Borrowing money is a whole bunch more trouble than just the interest costs. It leads to parliaments haggling in endless gridlock about what programs should be cut, there's countries haggling endlessly about bailouts for other countries, there's strikes and more strikes over cuts, and the people of different countries get all upset at each other.

These are all big costs to borrowing too and could all be nothing if they didn't borrow the money in the first place.

But, that's how politicians get elected. The one that offers the most programs and pork for everybody wins.
12:31 September 13, 2012 by ChrisRea
@ schneebeck #11

"But, if they agree to a debt ceiling of 0.5%, how does a country jump from that to a 60% of GDP debt? What if a country is holding at a 50% of GDP debt but all the other countries are respecting the 0.5% limit?"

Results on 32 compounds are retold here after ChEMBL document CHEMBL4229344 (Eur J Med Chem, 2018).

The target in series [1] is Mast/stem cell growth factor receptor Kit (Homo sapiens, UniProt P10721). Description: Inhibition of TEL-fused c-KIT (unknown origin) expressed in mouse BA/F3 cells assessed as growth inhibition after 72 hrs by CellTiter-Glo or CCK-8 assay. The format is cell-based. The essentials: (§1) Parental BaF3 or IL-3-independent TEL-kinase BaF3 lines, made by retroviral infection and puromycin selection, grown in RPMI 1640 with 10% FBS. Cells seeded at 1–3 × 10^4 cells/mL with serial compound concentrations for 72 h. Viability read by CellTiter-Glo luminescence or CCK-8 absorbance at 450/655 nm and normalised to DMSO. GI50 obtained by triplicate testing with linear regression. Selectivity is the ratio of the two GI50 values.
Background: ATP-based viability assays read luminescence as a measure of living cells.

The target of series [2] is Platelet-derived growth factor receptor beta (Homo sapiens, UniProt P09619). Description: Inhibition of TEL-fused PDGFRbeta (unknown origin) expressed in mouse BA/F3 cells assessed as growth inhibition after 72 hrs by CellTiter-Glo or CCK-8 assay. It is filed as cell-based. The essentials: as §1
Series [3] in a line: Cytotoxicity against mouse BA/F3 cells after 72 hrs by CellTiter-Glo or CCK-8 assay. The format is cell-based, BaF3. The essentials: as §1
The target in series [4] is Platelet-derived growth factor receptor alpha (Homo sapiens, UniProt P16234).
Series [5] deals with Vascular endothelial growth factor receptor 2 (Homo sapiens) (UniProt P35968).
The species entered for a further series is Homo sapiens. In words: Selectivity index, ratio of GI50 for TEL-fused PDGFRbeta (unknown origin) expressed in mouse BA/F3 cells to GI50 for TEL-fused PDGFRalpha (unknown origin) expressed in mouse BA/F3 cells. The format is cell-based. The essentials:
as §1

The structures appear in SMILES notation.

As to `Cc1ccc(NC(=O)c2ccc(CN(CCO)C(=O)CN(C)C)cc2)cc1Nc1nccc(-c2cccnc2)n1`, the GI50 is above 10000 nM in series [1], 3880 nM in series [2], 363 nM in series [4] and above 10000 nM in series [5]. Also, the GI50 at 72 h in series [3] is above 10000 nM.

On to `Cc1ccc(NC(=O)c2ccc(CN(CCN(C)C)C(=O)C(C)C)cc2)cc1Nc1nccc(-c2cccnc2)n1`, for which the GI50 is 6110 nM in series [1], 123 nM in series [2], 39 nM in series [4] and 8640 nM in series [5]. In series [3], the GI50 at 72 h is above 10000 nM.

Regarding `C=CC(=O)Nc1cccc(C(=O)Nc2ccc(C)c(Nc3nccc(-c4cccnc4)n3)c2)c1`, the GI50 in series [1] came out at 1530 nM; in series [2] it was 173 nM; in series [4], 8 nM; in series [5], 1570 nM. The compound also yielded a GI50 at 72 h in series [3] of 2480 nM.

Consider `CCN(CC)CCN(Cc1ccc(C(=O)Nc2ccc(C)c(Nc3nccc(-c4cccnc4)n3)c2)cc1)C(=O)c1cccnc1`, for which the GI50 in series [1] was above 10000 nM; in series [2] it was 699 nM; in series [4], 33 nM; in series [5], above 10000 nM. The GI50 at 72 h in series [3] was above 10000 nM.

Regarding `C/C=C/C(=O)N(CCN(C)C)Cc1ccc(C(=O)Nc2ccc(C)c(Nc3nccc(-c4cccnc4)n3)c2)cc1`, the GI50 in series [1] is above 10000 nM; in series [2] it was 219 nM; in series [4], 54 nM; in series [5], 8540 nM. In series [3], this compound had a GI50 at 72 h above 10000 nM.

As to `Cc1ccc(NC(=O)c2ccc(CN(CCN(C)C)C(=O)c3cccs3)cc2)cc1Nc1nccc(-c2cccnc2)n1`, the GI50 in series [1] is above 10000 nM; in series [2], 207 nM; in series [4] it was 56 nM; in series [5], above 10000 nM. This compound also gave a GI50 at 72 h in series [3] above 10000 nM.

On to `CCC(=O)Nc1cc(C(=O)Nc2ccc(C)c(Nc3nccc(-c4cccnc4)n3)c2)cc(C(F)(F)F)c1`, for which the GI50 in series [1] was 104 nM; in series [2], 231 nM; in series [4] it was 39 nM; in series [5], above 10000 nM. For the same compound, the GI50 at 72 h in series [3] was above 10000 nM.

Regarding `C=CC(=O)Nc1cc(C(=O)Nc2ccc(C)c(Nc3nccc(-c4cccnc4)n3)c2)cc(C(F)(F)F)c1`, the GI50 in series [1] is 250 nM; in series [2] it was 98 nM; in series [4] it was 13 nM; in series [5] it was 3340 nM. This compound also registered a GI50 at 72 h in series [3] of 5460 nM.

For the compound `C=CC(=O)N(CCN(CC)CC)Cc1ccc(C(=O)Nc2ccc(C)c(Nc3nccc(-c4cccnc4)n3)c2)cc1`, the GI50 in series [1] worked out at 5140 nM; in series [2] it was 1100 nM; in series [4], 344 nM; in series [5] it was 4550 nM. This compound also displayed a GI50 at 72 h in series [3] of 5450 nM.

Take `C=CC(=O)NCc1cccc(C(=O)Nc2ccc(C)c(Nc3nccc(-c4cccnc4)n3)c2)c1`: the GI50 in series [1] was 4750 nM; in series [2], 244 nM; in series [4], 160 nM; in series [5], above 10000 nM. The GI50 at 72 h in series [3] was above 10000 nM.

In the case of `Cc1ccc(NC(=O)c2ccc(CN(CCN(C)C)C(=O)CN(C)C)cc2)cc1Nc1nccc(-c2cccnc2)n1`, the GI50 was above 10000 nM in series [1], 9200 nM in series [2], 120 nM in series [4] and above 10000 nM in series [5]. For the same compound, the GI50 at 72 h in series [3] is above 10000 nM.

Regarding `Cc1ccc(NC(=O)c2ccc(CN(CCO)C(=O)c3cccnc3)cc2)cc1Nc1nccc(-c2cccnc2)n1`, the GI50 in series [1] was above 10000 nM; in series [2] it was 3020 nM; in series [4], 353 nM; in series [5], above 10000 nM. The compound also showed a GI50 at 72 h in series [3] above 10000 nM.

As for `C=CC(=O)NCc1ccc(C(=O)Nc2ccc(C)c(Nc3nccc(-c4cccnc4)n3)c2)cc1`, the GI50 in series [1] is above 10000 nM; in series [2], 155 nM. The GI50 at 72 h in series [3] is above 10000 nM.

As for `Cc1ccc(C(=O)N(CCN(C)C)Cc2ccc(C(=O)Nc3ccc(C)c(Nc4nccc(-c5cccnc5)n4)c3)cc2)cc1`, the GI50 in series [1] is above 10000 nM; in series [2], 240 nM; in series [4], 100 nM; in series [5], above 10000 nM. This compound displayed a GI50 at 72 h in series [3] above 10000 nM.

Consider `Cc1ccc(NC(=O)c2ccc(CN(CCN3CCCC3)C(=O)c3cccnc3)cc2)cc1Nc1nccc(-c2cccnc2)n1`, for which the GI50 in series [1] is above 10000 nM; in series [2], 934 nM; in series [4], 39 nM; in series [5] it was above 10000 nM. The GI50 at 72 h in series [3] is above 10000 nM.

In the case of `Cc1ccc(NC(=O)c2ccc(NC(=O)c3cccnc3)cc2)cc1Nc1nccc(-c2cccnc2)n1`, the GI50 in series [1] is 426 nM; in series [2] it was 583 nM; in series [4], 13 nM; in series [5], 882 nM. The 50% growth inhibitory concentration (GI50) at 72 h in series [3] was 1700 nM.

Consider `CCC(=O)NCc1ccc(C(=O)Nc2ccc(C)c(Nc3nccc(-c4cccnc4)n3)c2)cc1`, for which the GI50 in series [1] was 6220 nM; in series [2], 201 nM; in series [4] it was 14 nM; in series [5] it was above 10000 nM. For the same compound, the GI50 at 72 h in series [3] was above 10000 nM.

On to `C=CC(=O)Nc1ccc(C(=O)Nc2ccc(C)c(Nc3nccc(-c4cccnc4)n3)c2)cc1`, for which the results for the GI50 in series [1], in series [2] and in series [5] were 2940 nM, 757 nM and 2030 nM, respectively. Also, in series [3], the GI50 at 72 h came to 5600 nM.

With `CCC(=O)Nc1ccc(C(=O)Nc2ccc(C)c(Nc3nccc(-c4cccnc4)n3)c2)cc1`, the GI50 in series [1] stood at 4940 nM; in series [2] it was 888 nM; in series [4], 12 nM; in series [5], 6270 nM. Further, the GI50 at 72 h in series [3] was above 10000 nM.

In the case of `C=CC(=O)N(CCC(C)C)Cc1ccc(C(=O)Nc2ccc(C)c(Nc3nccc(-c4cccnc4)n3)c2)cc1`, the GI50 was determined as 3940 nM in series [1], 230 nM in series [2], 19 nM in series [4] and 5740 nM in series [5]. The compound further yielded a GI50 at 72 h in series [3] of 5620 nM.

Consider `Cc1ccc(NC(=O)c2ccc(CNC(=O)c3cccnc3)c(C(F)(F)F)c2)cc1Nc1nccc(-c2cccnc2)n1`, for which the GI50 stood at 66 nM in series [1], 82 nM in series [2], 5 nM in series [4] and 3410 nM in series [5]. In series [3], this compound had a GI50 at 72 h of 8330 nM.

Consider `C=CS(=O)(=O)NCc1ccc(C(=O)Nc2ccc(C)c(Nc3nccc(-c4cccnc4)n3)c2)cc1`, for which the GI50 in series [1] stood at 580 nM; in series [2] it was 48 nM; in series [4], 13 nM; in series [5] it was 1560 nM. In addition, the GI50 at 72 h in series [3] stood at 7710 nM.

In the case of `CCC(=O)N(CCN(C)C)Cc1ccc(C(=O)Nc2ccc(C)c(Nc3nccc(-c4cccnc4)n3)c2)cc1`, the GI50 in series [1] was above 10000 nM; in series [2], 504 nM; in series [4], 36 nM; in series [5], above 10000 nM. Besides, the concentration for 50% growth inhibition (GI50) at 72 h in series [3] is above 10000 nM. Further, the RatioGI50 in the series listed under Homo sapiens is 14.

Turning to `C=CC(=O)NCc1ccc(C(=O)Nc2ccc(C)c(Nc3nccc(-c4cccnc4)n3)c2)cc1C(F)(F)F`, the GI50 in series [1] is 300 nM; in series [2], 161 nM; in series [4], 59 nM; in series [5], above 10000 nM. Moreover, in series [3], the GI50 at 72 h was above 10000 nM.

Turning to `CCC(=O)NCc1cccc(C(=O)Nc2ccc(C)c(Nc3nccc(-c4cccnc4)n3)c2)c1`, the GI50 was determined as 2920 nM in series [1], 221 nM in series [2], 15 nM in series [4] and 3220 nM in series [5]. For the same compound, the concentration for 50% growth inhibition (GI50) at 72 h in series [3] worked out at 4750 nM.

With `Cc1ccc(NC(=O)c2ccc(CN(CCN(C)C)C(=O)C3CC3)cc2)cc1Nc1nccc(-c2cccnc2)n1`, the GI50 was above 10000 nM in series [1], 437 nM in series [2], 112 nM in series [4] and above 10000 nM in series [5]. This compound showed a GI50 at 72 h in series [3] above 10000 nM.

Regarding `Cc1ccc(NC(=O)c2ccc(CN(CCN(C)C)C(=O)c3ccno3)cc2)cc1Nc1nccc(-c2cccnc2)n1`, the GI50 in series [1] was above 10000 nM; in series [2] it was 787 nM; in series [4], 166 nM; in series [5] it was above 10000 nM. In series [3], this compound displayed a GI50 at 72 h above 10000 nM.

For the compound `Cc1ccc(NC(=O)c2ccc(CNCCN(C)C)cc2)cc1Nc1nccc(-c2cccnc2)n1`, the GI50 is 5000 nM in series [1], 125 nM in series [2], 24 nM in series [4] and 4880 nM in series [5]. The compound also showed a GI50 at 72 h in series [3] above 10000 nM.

Couple of countries, including Germany, are already above the 60% of GDP. The idea is to reduce it and Germany is going that way by collecting larger amount of taxes (for example, December 2011 was 4.1% more than December 2010). The moment its debt will decrease below 60% of GDP or it is reducing it yearly by 5%, it will be able to access the ESM (provided that it respects also the deficit limit).

So yes, you are right, borrowing brings trouble. That is why the fiscal pact will allow only countries with a healthy budgeting to borrow from ESM.
13:52 September 13, 2012 by sonriete
Virtually all of the countries in the euro zone are way above the 60% of GDP limit and nearly all of them have seen the number going up since the fiscal pact was signed.

Greece is at 165%

Ireland is at 108%

Italy is at 120%

Even France is at 86%
17:37 September 13, 2012 by schneebeck
@ Chris Rea #12

Thanx. You put that pretty clearly for me.

Isn't Germany already requiring healthy budgeting practices to borrow money? But the borrowing countries can't comply right now? Or are these austerity measures being required something else?